Friday, August 17, 2007

“It would be a shame if anything happened to your nice family”

It has been ten months since Mike Hatch lost his bid for governor and yet he continues to furnish Minnesotans with evidence that voters made the right collective decision. It was disclosed yesterday that in a March ruling Judge Lawrence Collins admonished Hatch for his misconduct in two civil trials in which Judge William Leary accused Hatch of improperly telephoning him and threatening Leary with negative news coverage if Leary failed to acquiesce to Hatch’s demands. (Just the type of behavior one looks for in an attorney general.)

Because the facts were too obvious to argue (Hatch admitted that he had, indeed, telephoned Judge Leary and tried to have him removed from the case), Hatch retreated to that old liberal standby that his actions were simply misconstrued. Uh-huh, sure they were. Mob bosses (with whose bullying tactics and bellicose threats Hatch has much in common) often resort to the same defense insisting that – honest to God – they weren’t threatening anyone when they ominously warned someone that it would be a shame if anything happened to the individual’s nice family. Similarly, in no way was Hatch threatening Judge Leary when he mentioned exposing him to news coverage. Hatch was simply implying all the nice stuff he was going to share with the media. That’s precisely the type of nice-guy stuff we all associate with Mike Hatch.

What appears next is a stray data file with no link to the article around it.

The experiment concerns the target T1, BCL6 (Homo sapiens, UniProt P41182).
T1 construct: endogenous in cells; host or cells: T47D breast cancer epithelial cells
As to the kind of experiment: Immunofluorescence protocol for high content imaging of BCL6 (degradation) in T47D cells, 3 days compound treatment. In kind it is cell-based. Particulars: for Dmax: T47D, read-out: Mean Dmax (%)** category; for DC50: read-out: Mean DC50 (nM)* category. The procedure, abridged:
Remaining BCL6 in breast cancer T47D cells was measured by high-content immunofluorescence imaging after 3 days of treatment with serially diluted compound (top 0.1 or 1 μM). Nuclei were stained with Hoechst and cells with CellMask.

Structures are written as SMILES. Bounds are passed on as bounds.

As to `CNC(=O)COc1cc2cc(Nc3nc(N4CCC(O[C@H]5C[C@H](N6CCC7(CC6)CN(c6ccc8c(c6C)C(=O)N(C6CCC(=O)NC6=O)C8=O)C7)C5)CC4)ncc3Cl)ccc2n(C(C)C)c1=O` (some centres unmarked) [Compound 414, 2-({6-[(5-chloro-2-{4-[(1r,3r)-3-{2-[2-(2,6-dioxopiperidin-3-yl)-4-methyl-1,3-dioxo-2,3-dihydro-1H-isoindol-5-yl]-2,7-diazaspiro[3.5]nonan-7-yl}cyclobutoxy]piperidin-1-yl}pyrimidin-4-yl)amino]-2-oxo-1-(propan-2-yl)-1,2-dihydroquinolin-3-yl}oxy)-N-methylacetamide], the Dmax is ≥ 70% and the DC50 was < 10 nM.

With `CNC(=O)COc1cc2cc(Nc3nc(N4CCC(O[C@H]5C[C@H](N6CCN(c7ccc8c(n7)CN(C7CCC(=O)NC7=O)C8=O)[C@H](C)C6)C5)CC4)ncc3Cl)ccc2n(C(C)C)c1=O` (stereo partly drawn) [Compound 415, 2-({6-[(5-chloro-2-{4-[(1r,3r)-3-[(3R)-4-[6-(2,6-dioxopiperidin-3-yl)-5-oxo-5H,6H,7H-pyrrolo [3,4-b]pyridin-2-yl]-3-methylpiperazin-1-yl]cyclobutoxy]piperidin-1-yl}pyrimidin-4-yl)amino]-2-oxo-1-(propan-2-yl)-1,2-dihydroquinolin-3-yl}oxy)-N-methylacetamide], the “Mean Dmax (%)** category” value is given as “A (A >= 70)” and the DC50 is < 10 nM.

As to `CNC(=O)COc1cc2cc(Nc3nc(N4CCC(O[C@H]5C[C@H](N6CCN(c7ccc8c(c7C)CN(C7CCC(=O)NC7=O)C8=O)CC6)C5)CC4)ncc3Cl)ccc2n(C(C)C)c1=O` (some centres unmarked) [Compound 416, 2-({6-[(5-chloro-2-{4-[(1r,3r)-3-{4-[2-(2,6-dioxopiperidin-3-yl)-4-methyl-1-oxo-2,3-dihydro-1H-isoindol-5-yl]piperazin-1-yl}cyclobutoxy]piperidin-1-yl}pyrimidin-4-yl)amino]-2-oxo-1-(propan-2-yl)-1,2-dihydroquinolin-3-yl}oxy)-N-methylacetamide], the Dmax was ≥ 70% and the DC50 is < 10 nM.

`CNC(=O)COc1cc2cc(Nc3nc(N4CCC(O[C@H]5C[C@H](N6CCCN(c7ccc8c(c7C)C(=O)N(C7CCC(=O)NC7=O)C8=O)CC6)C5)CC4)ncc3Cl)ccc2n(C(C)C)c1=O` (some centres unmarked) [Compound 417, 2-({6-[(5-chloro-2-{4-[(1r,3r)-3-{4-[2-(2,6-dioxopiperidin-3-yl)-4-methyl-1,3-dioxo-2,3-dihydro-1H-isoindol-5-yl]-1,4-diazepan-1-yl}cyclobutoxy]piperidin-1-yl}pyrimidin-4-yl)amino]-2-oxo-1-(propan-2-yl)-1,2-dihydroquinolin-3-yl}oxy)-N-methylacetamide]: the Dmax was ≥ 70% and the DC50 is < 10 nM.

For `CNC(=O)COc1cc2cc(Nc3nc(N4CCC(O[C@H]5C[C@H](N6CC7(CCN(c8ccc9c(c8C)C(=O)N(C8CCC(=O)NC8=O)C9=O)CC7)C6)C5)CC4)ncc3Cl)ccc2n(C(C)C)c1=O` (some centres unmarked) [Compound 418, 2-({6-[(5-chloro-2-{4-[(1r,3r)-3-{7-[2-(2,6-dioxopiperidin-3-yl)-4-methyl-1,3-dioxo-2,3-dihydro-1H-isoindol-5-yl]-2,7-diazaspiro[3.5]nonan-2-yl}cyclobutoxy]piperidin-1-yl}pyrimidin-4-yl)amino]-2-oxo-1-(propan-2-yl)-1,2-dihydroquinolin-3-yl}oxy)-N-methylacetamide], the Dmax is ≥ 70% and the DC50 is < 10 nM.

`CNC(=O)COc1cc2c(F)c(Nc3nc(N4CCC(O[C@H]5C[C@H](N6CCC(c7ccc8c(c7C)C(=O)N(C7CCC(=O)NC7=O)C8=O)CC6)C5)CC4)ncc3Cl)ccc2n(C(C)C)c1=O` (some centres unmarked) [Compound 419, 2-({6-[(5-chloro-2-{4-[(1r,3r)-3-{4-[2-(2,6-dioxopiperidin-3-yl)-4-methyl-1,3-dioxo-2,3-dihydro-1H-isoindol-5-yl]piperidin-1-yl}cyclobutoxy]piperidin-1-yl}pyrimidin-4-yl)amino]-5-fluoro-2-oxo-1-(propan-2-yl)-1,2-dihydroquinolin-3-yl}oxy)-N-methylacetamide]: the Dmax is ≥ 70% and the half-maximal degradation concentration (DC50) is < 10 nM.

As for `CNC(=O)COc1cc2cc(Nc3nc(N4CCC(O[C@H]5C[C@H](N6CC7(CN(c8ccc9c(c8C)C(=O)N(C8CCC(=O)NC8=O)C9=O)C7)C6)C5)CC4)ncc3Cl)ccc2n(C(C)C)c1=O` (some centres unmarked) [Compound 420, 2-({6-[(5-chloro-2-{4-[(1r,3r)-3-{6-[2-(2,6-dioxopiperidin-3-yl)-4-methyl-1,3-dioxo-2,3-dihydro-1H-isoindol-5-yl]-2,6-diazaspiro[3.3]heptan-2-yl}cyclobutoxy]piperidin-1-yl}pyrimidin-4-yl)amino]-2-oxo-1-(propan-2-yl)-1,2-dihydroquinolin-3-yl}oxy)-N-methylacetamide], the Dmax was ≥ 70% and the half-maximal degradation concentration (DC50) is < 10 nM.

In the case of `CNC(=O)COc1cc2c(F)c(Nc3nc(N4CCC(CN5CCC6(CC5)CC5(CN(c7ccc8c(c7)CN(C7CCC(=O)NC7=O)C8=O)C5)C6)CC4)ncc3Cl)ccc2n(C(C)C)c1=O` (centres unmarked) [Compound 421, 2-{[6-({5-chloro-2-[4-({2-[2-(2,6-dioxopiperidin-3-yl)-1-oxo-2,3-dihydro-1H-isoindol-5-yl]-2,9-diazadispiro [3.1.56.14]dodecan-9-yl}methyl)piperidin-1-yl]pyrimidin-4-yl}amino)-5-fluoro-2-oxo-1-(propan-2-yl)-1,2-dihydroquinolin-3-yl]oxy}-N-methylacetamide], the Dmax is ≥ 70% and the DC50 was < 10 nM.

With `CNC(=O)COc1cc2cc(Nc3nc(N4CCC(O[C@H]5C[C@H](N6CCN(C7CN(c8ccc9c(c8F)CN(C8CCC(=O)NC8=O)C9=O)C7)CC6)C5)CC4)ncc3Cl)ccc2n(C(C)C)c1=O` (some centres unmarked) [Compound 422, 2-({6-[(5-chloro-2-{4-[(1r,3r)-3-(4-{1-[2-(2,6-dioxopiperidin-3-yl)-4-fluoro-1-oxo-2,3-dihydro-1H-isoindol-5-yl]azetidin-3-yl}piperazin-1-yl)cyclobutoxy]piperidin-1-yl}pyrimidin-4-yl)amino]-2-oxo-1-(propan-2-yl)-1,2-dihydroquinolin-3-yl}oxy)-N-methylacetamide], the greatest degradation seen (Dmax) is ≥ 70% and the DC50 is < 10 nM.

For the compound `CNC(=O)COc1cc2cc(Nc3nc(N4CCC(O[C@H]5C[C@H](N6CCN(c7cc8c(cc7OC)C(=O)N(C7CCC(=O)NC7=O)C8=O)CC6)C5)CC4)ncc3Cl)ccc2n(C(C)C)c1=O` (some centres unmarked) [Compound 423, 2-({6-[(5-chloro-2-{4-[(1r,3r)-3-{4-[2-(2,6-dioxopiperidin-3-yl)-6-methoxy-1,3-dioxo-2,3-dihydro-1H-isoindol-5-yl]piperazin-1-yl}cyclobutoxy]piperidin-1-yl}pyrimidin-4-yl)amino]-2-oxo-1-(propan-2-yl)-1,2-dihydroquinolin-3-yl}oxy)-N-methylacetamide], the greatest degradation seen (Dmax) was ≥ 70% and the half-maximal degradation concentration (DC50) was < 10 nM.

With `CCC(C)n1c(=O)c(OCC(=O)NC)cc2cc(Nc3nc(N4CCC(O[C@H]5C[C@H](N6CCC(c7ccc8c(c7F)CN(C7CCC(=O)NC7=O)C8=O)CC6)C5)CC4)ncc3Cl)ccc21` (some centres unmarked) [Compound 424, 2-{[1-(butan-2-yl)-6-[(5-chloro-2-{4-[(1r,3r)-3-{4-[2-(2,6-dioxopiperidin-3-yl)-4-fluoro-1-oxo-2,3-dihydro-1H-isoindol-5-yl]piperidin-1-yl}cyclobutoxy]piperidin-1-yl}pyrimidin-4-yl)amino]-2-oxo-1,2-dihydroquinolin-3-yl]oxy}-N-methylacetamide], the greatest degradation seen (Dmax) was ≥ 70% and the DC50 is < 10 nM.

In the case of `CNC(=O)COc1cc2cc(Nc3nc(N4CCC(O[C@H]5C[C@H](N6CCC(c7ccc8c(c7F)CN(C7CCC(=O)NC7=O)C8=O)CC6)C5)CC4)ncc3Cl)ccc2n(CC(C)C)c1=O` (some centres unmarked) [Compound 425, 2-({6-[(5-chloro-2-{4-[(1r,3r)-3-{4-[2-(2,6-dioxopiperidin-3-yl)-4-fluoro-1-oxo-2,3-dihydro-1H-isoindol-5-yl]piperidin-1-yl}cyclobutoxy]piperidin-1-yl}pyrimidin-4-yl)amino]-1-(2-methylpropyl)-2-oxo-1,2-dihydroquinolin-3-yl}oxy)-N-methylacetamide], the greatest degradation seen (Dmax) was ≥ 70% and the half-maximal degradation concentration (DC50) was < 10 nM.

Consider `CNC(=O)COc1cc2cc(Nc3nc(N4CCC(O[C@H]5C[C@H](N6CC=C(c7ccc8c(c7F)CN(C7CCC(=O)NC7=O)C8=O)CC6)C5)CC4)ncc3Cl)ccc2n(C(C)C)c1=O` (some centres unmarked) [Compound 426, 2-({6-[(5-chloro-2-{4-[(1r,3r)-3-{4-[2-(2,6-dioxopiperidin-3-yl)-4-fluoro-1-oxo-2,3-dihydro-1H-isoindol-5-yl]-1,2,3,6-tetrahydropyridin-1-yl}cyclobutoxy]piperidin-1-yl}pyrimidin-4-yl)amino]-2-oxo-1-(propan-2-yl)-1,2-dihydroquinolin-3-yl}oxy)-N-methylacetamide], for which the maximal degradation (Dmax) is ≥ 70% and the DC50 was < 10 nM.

In an episode that was otherwise entirely devoid of any humor whatsoever given the seriousness of the charges against a sitting attorney general, Hatch provided an hilarious postscript by outrageously claiming yesterday, “I only wish that the decision was issued before the election, because I believe it repudiates the accusations made in the Swift Boat commercials.” This from the individual that kept Judge Collins’ order secret for nearly half a year after its issuance! Why, if the order were so exculpatory, did Hatch keep it secret for so long?

The obvious answer is the correct one. Hatch understands the ruling for what it clearly is: a judicial admonishment of the then highest law enforcement officer for interfering with justice.

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